In KSM Henryk Zeman SP Z.o.o. v HMRC  UKUT 0182 a Polish company was caught out by a badly worded VAT registration form and HMRC rejected its registration. It should, in fact, have been registered and HMRC later raised a VAT assessment. Did it have a legitimate expectation to expect fairness?
- KSM belonged in Poland for VAT purposes. It entered into a contract with Energoinstal SA, another company based in Poland to install a boiler in the UK for a UK business customer. Energoinstal was not registered for VAT in the UK.
- KSM Registered for VAT, it thought that Energoinstal was VAT registered and the end customer was based in the UK.
- As a result, HMRC refused KSM’s VAT registration on the basis that: “When such land-related supplies are being made in the UK to VAT registered business customers, it is the customer who is deemed to be making the supply in the UK and who accounts for any VAT due under the Reverse-Charge procedure.
- Following an abortive attempt to reclaim input VAT KSM applied again to be registered, this time declaring that Energoinstal did not belong in the UK.
- HMRC allowed registration this time, and after some correspondence HMRC assessed KSM to VAT in relation to the supplies it had made to Energoinstal.
- KSM appealed against the assessment to the FTT. It claimed that as HMRC had been wrong to fail to register it for VAT and it had a legitimate expectation not to be assessed for VAT.
On appeal to the FTT, the tribunal found that KSM should have been VAT registered and it had no jurisdiction to consider whether it had a legitimate expectation to have been registered initially and might thus avoid the assessment.
KSM Appealed to the UT.
The UT found that:
- KSM was supplying the construction of the boiler in the UK for an amount exceeding the VAT threshold. Such a supply is not exempt. Thus, without more KSM would be liable to VAT on that supply.
- If Energoinstal had belonged in the UK and been registered, KSM would not have been liable to VAT on the supply of the boiler because the supply would have been treated as made by Energoinstal to itself.
- But, as Energoinstal belonged outside the UK and was not registered, VAT was payable by KSM and KSM should have been VAT registered in the UK.
- When HMRC replied to KSM rejecting its application to register it explained clearly its reasons for rejecting the application and invited KSM to provide further information if it did not agree with their decision. This KSM declined to do.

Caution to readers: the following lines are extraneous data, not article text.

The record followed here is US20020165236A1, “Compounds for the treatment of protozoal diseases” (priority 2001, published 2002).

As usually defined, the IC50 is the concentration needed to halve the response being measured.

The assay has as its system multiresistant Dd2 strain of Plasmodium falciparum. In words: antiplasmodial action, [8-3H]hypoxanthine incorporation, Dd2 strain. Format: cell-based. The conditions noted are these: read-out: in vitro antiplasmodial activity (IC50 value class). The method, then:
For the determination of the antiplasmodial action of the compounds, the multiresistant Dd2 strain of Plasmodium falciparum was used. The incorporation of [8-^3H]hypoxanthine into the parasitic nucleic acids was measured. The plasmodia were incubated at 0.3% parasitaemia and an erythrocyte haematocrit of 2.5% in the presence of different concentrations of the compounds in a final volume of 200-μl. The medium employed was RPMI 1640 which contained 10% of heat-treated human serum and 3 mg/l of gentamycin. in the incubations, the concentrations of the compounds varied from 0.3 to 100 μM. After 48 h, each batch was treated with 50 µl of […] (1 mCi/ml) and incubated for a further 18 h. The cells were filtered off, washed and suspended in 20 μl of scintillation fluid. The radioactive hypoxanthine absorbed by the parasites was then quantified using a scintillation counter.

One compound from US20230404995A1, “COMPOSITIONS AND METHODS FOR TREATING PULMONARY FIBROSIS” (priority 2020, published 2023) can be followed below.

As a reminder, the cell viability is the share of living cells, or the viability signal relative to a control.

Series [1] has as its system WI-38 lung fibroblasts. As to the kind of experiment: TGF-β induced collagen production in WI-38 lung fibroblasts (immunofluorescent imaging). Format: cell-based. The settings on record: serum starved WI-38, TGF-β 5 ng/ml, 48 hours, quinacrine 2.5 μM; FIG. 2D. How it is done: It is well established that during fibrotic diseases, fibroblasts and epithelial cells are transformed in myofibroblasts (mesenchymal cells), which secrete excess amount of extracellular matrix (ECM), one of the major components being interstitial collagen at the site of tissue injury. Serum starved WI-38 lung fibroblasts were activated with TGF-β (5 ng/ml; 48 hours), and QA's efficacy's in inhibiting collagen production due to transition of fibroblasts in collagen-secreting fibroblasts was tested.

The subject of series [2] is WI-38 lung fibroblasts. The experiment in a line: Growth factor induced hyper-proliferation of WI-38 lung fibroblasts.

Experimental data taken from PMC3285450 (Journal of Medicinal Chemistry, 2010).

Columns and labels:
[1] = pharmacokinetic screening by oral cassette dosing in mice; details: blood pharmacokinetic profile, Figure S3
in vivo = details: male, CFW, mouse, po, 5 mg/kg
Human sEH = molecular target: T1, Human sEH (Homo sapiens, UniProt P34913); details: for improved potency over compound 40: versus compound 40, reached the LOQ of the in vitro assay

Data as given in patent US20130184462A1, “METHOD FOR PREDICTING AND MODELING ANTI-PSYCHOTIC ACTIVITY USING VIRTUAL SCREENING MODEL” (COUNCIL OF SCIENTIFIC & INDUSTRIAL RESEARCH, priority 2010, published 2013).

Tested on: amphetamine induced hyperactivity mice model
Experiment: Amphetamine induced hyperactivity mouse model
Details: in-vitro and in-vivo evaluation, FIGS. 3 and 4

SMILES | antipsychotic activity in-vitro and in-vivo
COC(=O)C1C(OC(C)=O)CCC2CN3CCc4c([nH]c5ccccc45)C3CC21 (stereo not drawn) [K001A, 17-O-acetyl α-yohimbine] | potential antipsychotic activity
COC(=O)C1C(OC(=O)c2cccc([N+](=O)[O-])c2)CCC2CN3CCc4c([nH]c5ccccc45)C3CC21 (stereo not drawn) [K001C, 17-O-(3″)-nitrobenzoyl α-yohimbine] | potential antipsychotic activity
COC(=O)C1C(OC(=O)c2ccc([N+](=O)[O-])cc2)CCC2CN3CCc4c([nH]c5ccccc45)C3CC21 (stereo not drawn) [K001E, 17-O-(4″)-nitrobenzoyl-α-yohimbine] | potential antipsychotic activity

The UT decided that KSM’s failure to provide HMRC with the full details of its contract denied it any claim for legitimate expectation.
The UT then went on to conclude that the FTT did in fact have jurisdiction to determine the question of legitimate expectation, it said, “We see strong reasons for thinking that it would be artificial and unworkable to exclude a defence based on the public law principle of legitimate expectation from the tribunal’s appellate jurisdiction.”
Useful guides on this topic
When should a business register for and charge VAT? What are the VAT registration limits and VAT rules after Brexit? What penalties might HMRC issue for late notification of registration?
How do I appeal an HMRC decision? How do I appeal a penalty? How can I request a Statutory Review? The process of making a VAT appeal largely follows that of direct taxes, however, there are some differences.
VAT Place of Supply
The place of supply (POS) of a service determines whether the supply is within the scope of UK VAT and whether VAT is payable on that supply.
VAT Reverse Charge: Cross Border Services
A UK business may be required to operate the reverse charge on services it receives from abroad.
Importing goods into GB, post-Brexit
The post Brexit transition period ends on 31 December 2020. HMRC has issued guidance for importing goods.